Slept in today, late start. I'm almost beginning to think this is something that happens when you visit Vieques as much as we do. No need to rush, either that or our clock had officially been set to "island time." Limited options to satisfy our craving for white sand, Caracas or Pata Prieta. I assumed, given the beach closures, that Caracas would be wall to wall people, but that ended up not being the case. In fact, we were really surprised at how few people were on the beach? From what I had read on TA and Facebook, Sun bay, Media Luna and Navio were all covered in "stinky" sea weed. The official recommendation was to NOT go to those beaches. Seeing how many people were on Caracas kinda confirmed our unscientific assessment that the island was not very busy at all right now.
Set up the cabana and just "chill-axed" all day. We wished we had taken the noodles with us since the water was so calm. Had a number of people comment on the cabana and how kewl they thought it was. Clouds moved in after a couple of hours and it was sort of a grey day.
In other news I've learned a bit more about the Chikungunya virus that's in the Caribbean, including Vieques. It seems that it's much more prevalent on the north shore and there have been enough cases now that it can't really be ignored. The owner of the house we're staying at advised us to use some sort of mosquito repellent. People who are planning on traveling to Vieques should be aware that it's a possibility.
People who contract Chikungunya have joint swelling and pain, fever, headache and rash for about a week, though some symptoms last months or years in some patients, according to the U.S. Centers for Disease Control and Prevention.
While the disease generally isn't fatal, more than 100 people have died in the Western Hemisphere since December, according to the Pan American Health Organization. Treatment includes hydration, rest and medicine that reduces fever or pain such ibuprofen or acetaminophen.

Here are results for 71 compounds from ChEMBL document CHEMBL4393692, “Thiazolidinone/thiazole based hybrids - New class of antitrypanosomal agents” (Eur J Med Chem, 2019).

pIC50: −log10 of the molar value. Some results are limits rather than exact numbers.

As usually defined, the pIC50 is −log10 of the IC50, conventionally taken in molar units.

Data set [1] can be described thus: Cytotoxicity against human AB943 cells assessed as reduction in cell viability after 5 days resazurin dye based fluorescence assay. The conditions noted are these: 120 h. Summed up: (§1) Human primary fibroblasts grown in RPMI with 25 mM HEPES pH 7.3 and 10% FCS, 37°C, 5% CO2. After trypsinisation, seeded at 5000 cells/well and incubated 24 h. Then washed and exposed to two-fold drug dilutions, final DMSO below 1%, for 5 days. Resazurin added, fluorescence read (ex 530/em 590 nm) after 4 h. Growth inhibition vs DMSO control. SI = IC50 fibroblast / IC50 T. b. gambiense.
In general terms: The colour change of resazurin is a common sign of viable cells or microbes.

Closed down Caracus. The water was really warm. On the way back to the house we decided to stop by Lazy Jacks, a place we hadn't been to in a while. I had a craving for a meat lovers pizza. The only thing at Lazy Jacks that's changed since we first visited it years ago is that Brad is not behind the bar serving us drinks. We asked about him and were told he had some serious health issues and had to go back to Ohio. I had spoken with him, a few years ago, about the island and living on it. In that conversation he mentioned that his mother was worried for his health and the amount of drinking he was doing. She's now taking care of him and I was told he's doing much better.
The Meat Lovers pizza was just as fabulous as the last time we had it:
We each had a couple Medallas to go along with. The Malecon was eerily quiet. Even Lazy Jacks was much more sedate than we seen it in the past. I took a quick video of it:
I'm thinking of adding a DIY section to the blog because I always end up fixing one thing or another at each of the houses we stay at. This time it was the bathroom door. It would only shut part way and because of the location of the toilet, it really didn't give a person much privacy. So, first order of business was to secure the necessary tools and materials to complete the project. With a little digging I found what I needed:
No, I didn't concoct some crazy putty or adhesive out of the tuna lunch kit. It was the cardboard that I needed. The idea behind fixing doors that won't close properly is to shim them out, or in or even back and forth via the hinges.
First thing you need to do is ascertain if you have enough room inside the jamb to move the door in the desired direction to solve your problem. What I needed to do is to raise the latch side of the door so it wouldn't scrap the tile. This door had been scraping the tile for some time because it was permanently damaged. I put a yellow line showing the damage to the tile:
I looked at the top of the door and how much room there was between it and the top jamb:
The right side of the hinge is on the door, the left, missing the bottom screw, is on the jamb. You can see how it's sticking out past the jamb. That's the amount I needed to move the door in order to clear the tile. Here's a shot of the hinge from inside the bathroom:
You can see the duck tape behind the hinge plate and the jamb.
So that's all it takes to fix a door that won't shut. A little cardboard, duck tape and a screwdriver. Now the bathroom door shuts properly and my wife has a little privacy in the powder room.